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Virginia Cooperative Extension - Knowledge for the CommonWealth

Service sires for problem breeders

Dairy Pipeline: July 2001

Bennet Cassell
Extension Dairy Scientist,
Genetics and Management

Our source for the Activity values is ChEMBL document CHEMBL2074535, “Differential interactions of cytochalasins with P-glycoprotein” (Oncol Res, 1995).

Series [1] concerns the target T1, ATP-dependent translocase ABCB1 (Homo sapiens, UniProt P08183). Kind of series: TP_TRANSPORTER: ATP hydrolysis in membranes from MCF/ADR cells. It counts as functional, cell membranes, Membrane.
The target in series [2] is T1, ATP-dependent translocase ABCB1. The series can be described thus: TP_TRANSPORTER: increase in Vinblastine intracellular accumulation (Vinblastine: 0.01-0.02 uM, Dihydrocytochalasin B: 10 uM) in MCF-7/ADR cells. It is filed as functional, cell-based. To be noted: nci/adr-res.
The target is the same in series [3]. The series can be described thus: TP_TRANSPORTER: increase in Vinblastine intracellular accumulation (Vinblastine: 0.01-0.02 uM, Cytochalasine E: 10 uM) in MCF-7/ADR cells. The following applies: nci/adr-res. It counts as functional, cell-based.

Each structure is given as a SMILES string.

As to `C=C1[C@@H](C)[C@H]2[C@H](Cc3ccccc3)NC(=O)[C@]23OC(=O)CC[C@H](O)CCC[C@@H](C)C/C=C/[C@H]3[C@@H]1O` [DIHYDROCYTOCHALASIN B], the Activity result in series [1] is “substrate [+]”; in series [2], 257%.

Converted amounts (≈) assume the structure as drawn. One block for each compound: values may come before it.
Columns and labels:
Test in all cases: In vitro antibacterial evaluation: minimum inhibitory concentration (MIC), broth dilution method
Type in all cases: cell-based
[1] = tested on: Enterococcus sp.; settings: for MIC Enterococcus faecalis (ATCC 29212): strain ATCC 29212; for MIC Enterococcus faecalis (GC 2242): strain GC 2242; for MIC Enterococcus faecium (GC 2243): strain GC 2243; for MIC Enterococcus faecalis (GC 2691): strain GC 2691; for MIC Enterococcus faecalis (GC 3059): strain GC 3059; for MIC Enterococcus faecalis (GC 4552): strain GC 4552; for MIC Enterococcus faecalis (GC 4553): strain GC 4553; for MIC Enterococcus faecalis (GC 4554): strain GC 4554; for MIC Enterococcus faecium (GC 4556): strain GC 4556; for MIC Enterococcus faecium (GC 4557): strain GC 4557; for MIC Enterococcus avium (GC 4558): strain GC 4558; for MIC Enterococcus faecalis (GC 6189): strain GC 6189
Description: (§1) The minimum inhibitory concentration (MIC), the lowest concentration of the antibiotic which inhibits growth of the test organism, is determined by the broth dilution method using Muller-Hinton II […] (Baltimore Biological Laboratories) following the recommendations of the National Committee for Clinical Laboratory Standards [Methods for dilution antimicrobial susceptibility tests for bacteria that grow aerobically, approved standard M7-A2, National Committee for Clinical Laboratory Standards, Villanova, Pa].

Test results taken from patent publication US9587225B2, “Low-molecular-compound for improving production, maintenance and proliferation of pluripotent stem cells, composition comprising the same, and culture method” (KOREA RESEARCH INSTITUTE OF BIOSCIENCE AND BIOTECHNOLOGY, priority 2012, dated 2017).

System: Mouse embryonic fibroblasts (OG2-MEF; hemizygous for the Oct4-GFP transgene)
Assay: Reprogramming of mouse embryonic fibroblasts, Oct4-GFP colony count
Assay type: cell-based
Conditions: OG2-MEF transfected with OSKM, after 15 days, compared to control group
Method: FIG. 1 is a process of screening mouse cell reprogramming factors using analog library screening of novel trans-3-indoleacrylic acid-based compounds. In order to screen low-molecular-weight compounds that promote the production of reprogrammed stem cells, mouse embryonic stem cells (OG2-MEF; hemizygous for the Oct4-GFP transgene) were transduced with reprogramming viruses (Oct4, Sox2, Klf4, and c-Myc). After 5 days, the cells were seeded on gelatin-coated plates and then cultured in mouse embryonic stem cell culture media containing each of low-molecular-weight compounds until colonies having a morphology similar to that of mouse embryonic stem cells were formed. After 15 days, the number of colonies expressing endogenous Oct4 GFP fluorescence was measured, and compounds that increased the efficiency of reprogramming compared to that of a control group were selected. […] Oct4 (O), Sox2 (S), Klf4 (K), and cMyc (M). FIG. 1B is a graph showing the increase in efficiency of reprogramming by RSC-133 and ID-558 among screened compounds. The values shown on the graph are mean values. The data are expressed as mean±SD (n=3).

What kind of selection standards should producers use for cows that are problem breeders? Several years ago, Dr. Ray Nebel and I published a study of nearly 300,000 services in Virginia herds. We wanted to know how producers answered that question. We found, for instance that the most sensitive issue to producers for repeat breeders was semen price. The amount spent for a unit of semen dropped by $2.77 from first to second service, by $2.44 from second to third service, and by another $2.07 for third to later services. Production and type characteristics declined as well, but not nearly as much as price. Many herds used young sires on second services as part of their commitment to progeny testing. The cow being bred mattered, too. Farmers spent more to breed the registered cow and the cow with higher production. Practices probably haven't changed much since that study. The May 2001 DHI herd summary sheet for the state showed that genetic merit of service sires changed very little from 1st to 2nd service, but did decline some for 3rd service cows. So, should sire selection standards change for repeat breeders? Remember that many cows that fail to settle are more unlucky than infertile. Don't be too quick to use a lower rated AI bull on second service cows. The statewide conception rate for second service, 39%, is lower than the 43% for first services. However, the odds of a conception on second service seem high enough to warrant use of a decent proven bull, though perhaps not the most expensive bull in the tank. State average conception continues to drop to 35% for third and later services. Perhaps a good pedigreed AI young sire would be a better choice for such cows. If you really want to raise a daughter of the cow you are breeding, a second service to a top bull is justified. It seems that most dairy farmers in Virginia are willing to use good proven bulls twice to get cows settled. The practice seems reasonable for continued genetic progress without undue waste of higher priced semen.

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